Grilled on radio, Malcolm Turnbull has acknowledged people will often say things that are
Grilled on radio, Malcolm Turnbull has acknowledged people will often say things that are "hurtful and unfair and sometimes cruel” in any democratic debate, but "that is part of a debate”. LUKAS COCH

PM won't ban inaccurate posters

MALCOLM Turnbull has refused to ban anti-gay marriage signs put up in Melbourne that falsely claim most same-sex couples abuse their children.

The Prime Minister said the signs were "hurtful" but part of democratic debate when he was grilled about them in an interview with Melbourne 2DayFM radio hosts Em Rusciano and Harley Breen yesterday.

The signs urge Australians to "Stop The Fags" and claim 92% of children raised by gay parents are abused, 51% have depression and 72% are obese.

"We're in a democracy," Mr Turnbull told listeners.

"People will often say in any democratic debate, they'll often say things that are hurtful and unfair and sometimes cruel. That is part of a debate.

"The only way to stop people saying things that you find hurtful is to shut down free speech."

Mr Turnbull staunchly defended the democratic rights of both the "Yes" and "No" campaigns to contribute to public debate ahead of next month's postal plebiscite on same-sex marriage.

He said the debate should be respectful but his advice to people with friends who were distressed by the "hurtful" language was "stand up for them".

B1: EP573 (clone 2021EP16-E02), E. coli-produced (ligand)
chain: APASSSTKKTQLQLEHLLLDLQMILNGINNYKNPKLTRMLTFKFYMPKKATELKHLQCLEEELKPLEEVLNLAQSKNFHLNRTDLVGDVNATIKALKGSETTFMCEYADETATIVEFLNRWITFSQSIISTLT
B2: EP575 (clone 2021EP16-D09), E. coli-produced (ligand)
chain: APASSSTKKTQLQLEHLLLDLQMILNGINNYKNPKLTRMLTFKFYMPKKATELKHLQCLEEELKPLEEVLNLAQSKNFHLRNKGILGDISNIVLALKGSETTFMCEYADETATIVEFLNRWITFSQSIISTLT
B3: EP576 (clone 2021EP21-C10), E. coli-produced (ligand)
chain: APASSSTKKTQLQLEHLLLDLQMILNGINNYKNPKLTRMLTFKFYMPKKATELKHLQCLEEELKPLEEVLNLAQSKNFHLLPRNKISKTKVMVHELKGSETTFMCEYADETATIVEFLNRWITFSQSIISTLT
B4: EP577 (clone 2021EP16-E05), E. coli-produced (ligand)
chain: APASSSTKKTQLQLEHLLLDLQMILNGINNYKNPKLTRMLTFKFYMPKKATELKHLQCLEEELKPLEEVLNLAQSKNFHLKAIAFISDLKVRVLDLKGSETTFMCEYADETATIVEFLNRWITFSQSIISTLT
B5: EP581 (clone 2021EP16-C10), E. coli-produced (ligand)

"Our society, the most successful multicultural society in the world, is built on a foundation of mutual respect," Mr Turnbull said.

"I deplore disrespectful abusive language, whether it is directed at young gay people or people of other religions or people of other races.

"Mutual respect and a respectful debate is what we should have in Australia."

The PM said he and wife Lucy would be voting "Yes" to legalised gay marriage.

"The threats to marriage are not gay people getting married. The threats are desertion, cruelty, neglect, abandonment, indifference," he said.

Mr Turnbull encouraged all Australians to vote in the ballot regardless of their views.

So far, more than 434,000 Australians have updated their enrolment information to vote, and an extra 36,769 people have been added to the electoral roll up to August 20.

The Australian Electoral Commission will accept enrolment detail updates until midnight tomorrow.

Opposition Leader Bill Shorten and Greens senators have condemned the posters.



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